In other words, Microsoft are letting the OEMs decide whether to include a "disable secure boot" in the UEFI BIOS. It's a bit surprising that the UEFI standard didn't actually insist that the user should always be able to disable secure boot (I don't care if it's enabled by default, but I do care if it can't be disabled).

If Microsoft will indeed insist that the secure boot can't be disabled for OEMs to qualify for the Windows 8 certification logo, then *all* OEMs will do so and those machines won't be able use any other OS than Windows 8 or later. You can be guaranteed that OEMs won't advertise the fact that you can only run Windows 8 or later on their latest kit either, since that's surely a negative selling point?

As people have said, this will potentially impact Windows users too - no XP, Vista or Windows 7 on those new machines and bang goes third-party rescue CDs (you'll be forced to use MS'es signed rescue disks and no others).

There are surely anti-trust issues if Microsoft effectively force OEMs to only allow Windows to be installed on machines, even after the end-user has bought the machine and taken it home? It's a clear monopoly abuse because although MS might claim OEMs had a clear choice, the logo certification program insisting on secure boot not being able to be disabled is a major influence in the OEMs decision.

Reply Parent Score: 5

lucas_maximus Member since:
2009-08-18

In other words, Microsoft are letting the OEMs decide whether to include a "disable secure boot" in the UEFI BIOS. It's a bit surprising that the UEFI standard didn't actually insist that the user should always be able to disable secure boot (I don't care if it's enabled by default, but I do care if it can't be disabled).


So don't buy from those OEM that do. Simple.

There are surely anti-trust issues if Microsoft effectively force OEMs to only allow Windows to be installed on machines


Which is why they will leave in the option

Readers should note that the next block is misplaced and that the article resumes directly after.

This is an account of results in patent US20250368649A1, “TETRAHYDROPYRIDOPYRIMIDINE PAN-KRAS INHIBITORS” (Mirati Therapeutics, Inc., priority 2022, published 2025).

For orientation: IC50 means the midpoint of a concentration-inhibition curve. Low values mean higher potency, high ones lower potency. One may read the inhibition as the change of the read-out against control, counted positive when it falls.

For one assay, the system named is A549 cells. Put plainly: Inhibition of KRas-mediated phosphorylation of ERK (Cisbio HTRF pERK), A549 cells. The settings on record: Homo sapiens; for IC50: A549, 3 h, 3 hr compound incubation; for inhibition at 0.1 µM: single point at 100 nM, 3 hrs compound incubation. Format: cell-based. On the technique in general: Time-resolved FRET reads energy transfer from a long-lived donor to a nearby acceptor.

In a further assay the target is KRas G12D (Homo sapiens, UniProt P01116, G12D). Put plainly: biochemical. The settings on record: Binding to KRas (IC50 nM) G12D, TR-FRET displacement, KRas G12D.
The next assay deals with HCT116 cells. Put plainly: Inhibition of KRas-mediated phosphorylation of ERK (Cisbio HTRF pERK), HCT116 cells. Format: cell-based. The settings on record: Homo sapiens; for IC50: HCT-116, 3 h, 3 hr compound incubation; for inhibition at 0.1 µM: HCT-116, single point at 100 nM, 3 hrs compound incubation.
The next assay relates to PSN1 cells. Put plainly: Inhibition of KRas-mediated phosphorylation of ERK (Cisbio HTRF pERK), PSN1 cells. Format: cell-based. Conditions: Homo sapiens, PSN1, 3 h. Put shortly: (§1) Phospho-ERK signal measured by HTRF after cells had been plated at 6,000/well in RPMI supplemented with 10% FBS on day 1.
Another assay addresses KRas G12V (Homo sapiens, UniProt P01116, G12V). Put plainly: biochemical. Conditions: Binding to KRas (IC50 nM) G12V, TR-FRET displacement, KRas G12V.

Reply Parent Score: 1

TechGeek Member since:
2006-01-14

And some manufacturers have already stated that the option to disable will not be present. Many OEM's even now with just a regular BIOS do not allow users to change all the features that are present. Dell is pretty good, but that doesn't mean the option will always be there. Also, if Microsoft can mandate that OEMs include this functionality, what is to stop Microsoft from later mandating that the disable option be removed?

Case in point, I have a 1U server that has procs that include VT-x. The motherboard has a chipset that supports VT-x. The OEM set the BIOS to permanently disable hardware virtualization. Why? Because they could I guess? Because it was sold at a price point that they didn't want hurting sales of more robust expensive servers?

Reply Parent Score: 4

lucas_maximus Member since:
2009-08-18

Who has said the option to disable won't be present?

Reply Parent Score: 2

shotsman Member since:
2005-07-22


BTW I have owned Laptops and Computers from Dell, HP, Acer, Asus, Apple and none of these have ever locked down the BIOS down.


You forgot one key word. A very simple one. It is


YET

Reply Parent Score: 4

lucas_maximus Member since:
2009-08-18

That argument is stupid ...

e.g.

I have YET to do a commit a massacre ... therefore I might because I haven't yet ???

Most of these decisions are due to the corp policy.

Edited 2011-09-24 21:49 UTC

Reply Parent Score: 2